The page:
November 9th, 2015
I photographed a listing for the seller, and the buyer’s agent took the photo off of MLS and is using it for his own purposes. This is a response I just received from a realtor in my area to an email I sent to him regarding his unauthorized use of one of my images on a marketing postcard:
“When agents upload the their photographs to the MLS they transfer the rights of those photographs to the MLS. The MLS then transfers the rights of the photo to 3rd party sites such as Zillow and Trulia for the purpose of advertising the property and for the use of the MLS members.”
I would appreciate any feedback as to how to respond to this guy. I am just getting my name out as a real estate photographer, and he happens to work for one of the top agents in the area. I don’t want to alienate any big time agents, but I also want to let him (and other agents) know he’s incorrect. Thanks for any help you all can give me!
Great question! Education of real estate agents on the subject of photo copyright is a continual battle for everyone in real estate photography! The education job is made more difficult in areas where the MLSs have incorrect statements and rules that are sound at odds with the message you are trying to get across to agents.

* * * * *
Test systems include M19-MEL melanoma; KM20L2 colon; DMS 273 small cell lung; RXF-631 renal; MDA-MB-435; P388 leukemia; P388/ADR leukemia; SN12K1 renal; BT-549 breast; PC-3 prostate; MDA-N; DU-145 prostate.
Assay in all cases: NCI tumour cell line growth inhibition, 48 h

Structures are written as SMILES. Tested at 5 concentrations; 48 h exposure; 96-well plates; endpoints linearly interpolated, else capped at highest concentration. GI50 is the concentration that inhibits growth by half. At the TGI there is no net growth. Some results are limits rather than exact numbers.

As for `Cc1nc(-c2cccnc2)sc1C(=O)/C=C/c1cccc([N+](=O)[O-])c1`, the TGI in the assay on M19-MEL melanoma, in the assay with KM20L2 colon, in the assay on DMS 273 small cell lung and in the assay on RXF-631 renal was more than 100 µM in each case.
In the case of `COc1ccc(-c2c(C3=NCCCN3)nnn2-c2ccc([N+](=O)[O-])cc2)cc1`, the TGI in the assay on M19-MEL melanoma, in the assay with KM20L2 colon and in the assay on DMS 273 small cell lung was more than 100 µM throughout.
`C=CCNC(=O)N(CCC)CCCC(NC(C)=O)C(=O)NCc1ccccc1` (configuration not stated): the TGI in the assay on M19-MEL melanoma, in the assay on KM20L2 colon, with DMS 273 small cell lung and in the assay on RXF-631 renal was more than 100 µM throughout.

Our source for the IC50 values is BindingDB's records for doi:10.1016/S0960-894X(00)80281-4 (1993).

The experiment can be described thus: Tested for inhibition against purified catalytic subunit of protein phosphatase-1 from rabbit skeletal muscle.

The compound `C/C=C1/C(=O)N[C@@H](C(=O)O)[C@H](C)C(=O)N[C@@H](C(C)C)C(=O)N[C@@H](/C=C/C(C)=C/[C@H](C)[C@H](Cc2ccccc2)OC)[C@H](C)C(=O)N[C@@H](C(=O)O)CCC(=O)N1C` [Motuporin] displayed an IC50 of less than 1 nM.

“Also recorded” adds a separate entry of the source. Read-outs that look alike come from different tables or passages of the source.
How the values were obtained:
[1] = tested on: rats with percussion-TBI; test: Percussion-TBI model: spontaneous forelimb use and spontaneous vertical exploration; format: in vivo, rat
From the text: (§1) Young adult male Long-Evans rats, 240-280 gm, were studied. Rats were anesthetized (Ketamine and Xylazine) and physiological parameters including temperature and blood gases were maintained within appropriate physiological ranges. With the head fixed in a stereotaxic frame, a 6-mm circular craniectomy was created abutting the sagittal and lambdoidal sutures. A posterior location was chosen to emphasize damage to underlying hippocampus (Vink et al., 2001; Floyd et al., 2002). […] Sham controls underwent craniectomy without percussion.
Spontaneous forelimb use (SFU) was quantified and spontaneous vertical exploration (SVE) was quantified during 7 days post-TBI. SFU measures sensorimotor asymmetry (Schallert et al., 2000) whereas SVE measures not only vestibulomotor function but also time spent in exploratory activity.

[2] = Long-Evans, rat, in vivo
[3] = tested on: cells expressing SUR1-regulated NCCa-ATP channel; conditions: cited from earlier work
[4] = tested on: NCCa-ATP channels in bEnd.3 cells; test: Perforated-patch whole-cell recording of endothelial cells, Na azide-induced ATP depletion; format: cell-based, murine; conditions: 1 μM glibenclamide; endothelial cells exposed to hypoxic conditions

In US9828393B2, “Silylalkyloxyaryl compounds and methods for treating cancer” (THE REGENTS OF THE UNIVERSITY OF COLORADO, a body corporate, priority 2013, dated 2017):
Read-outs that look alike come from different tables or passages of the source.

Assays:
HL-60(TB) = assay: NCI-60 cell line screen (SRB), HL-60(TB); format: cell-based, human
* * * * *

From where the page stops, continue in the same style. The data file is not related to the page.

The best way I know to combat this problem is to present the agent with some solid facts. My source of solid facts in the area of copyright is Joel Rothman of Schneider Rothman Intellectual Property Law Group. Joel and his associate Steve Schlackman wrote a series of 4 posts on their blog a couple of years ago of me in response to all the questions like this that have come up on the PFRE blog. This is a post I wrote that links to Joel and Steve’s explanation of photo rights in the context of real estate and MLSs and syndication sites. This is the best source I know of for explaining this. Joel has been involved in many litigations involving MLSs.
You have to explain to your agent that believes the MLS owns the copyright to your photos that no, the MLS owns a compilation copyright, not the photo copyright. And that the only way you can transfer photo copyright to someone else is you (the photographer) have to sign a document that transfers copyright. See Joel’s 4 posts for all the details. You could email your agent the links to Joel’s 4 posts. Be firm but polite. In the end, your client will very likely respect you for being well informed.